I often seem to need the following computation, or a variation:

Given a list of things, and a function from things to ints (say), return a map from ints to lists of things.

That is: partition a list into sublists, where each sublist consists of those things having the same value of f thing.

Does this have a name and is it in a standard library?

The standard library Seq.partition does the equivalent for fs that return a boolean, but not the general case. If I understand correctly, Map.Make.of_seq makes maps from sequences but replaces entries with the same key.

Not really answering your question but I thought it was well-fitted for @art-wās doc.sherlocode.com tool which is a nice way to search the ecosystem for a specific type signature:

So at least one author called this āscatterā and it looks like it is not part of the standard library
If I was to propose a name, maybe n_partition ?

Donāt know if itās in a standard library but usually I use the name classify for these kind of functions. Hereās an example which is slightly more general (a thing can belong to more than one class) than what you described.

@dbuenzli : it will be very useful for me to read the code for your more general example as I am still getting to grips with the module system etc.

@vds: my corporate wifi is blocking sherlocode (who knows why) but Iām pretty confident I can get it unblocked and I was exactly trying to find such a lookup site.

I have these two functions in my standard utility file:

(* Returns elements for which p is true, until one is not, paired with the
remaining list. The same as [takewhile p l], [dropwhile p l], but requiring
only one pass over the list. *)
let cleavewhile p l =
let rec cleavewhile_inner p l elts =
match l with
| [] -> List.rev elts, []
| e::es ->
if p e
then cleavewhile_inner p es (e::elts)
else List.rev elts, l
in
cleavewhile_inner p l []
(* Collate a list into a list of lists based upon a comparison function by which
it has already been sorted. e.g [collate compare [1; 2; 2; 3; 3]] calculates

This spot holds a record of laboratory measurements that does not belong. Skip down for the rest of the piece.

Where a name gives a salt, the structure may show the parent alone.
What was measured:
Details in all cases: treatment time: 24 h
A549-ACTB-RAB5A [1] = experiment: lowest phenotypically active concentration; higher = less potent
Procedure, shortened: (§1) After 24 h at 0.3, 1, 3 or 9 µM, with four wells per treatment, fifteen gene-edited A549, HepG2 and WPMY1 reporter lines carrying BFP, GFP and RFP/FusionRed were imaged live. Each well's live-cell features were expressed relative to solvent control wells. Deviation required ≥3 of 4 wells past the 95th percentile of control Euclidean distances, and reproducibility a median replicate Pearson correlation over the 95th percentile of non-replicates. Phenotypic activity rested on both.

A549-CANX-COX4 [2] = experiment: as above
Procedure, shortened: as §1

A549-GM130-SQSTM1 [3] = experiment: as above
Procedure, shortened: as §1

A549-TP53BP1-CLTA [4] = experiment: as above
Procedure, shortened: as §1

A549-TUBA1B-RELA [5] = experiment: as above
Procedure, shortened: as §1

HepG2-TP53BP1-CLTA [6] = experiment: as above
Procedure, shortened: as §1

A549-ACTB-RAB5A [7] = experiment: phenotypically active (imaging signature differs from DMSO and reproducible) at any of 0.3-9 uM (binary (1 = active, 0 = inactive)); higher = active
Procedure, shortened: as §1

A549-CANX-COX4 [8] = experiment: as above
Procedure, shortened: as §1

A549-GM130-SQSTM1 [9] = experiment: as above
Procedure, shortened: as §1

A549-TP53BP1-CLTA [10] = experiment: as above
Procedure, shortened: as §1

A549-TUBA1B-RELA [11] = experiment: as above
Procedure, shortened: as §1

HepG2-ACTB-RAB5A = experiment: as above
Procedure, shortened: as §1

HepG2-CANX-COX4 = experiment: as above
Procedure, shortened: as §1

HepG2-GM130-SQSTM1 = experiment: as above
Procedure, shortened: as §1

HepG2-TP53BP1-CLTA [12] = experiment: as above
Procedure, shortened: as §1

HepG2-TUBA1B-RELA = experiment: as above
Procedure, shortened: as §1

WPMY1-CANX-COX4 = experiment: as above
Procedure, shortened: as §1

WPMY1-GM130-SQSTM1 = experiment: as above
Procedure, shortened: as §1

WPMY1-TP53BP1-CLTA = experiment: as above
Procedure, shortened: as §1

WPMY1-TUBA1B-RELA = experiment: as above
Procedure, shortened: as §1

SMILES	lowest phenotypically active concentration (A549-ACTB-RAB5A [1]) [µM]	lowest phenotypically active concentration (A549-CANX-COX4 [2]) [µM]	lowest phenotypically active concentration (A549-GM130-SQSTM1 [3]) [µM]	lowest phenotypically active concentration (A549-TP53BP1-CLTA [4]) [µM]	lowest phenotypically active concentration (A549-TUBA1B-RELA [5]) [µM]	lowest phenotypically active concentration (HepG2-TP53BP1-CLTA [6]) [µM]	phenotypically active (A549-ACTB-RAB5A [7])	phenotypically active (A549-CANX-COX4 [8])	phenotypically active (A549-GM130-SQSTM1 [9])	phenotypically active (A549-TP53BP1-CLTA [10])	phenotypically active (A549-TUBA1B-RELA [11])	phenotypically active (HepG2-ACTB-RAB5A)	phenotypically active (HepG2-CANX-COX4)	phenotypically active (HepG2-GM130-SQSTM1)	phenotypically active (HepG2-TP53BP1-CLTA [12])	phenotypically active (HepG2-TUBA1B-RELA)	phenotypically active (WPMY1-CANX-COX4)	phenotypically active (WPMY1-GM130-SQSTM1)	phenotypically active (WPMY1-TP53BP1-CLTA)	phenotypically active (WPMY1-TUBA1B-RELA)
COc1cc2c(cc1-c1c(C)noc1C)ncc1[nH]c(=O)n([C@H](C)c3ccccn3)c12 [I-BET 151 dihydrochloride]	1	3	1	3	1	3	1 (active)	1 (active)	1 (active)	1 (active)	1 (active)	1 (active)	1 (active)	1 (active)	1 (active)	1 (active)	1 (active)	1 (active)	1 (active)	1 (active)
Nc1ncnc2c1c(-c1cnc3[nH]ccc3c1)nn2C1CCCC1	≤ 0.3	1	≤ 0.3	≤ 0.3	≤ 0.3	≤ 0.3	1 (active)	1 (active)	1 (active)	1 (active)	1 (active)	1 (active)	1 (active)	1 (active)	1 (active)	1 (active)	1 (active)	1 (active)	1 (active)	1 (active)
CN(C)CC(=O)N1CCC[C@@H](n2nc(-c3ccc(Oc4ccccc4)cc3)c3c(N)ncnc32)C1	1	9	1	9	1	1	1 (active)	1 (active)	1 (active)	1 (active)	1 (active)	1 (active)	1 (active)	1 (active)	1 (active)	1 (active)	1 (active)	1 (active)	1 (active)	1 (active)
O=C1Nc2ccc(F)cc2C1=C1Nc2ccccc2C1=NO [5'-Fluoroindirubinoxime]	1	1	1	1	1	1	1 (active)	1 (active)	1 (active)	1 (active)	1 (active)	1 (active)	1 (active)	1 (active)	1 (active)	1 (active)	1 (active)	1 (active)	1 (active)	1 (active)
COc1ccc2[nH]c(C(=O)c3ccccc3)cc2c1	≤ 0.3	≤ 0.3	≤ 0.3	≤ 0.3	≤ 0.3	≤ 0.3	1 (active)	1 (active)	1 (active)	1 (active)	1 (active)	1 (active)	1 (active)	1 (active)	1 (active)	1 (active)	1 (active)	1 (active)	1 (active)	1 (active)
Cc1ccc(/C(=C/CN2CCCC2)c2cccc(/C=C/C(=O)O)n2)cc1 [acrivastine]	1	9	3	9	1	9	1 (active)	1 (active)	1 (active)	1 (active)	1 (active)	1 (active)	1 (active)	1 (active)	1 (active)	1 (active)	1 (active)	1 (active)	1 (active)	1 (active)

[[[1]; [2;2]; [3;3]]]. *)
let collate cmp l =
let rec collate_inner prev = function
| [] -> List.rev prev
| h::t ->
let x, y = cleavewhile (fun a -> cmp h a = 0) (h::t) in
collate_inner (x::prev) y
in
collate_inner [] l

So building (f x, x) pairs, collating them and then post-processing, we may write:

let collect f l =
List.map
(function [] -> assert false | (fx, x)::t -> (fx, x::List.map snd t))
(collate (fun (a, b) (a', b') -> compare a a') (List.sort compare (List.map (fun x -> (f x, x)) l)))

And we get:

# collect (fun x -> x mod 3) [1; 2; 3; 4; 5; 6; 7; 8];;
- : (int * int list) list = [(0, [3; 6]); (1, [1; 4; 7]); (2, [2; 5; 8])]

The only conclusion I draw from this is that writing the function from scratch instead of building it from existing functions would be a lot neaterā¦

Something like this should work (for general, not-necessarily ordered keys), but I donāt know if this is efficient:

let partition f list =
let table = Hashtbl.create (List.length list) in
List.iter (fun x ->
let y = f x in
let q = match Hashtbl.find_opt table y with
| None -> let q = Queue.create () in Hashtbl.add table y q; q
| Some q -> q in
Queue.add x q) list;
Hashtbl.fold (fun y q ->
List.cons (y, Queue.fold (fun l x -> x::l) [] q)) table []

# partition (fun x -> x mod 3) [1; 2; 3; 4; 5; 6; 7; 8];;
- : (int * int list) list = [(1, [7; 4; 1]); (0, [6; 3]); (2, [8; 5; 2])]

Iād use a _ list ref instead of a queue, in each bucket of the
hashtbl, personally. Easier to add items to, and it turns into a list
trivially at the end.

In the context of dataframes, I believe this is called āgroupbyā. At least itās called that in Pandas. Thatās a bloated version of the same core concept. Also R has it.

As @n4323 said, this is just a GROUP BY in functional style. It has existed since SQL but in SQL
you donāt have nested tables, you have to apply an aggregate function to each sub-collection to return a list of pair (key, scalar value). Other languages are not limited by this data-model so e.g. Python has it in its itertools module and for instance Spark has it too (with a gazillion variations).

This doesnāt seem like the right signature for this thing in general, though. What if the image of f is sparse? I think @triangle-man original idea of the result as a map makes better sense. Or just a list of ('a list, int) tuples.

: list -> Hashtbl.t for a lot of solutions, because Hashtbl already accumulates same-key values in a list (extractable with find_all: Hashtbl.t -> list)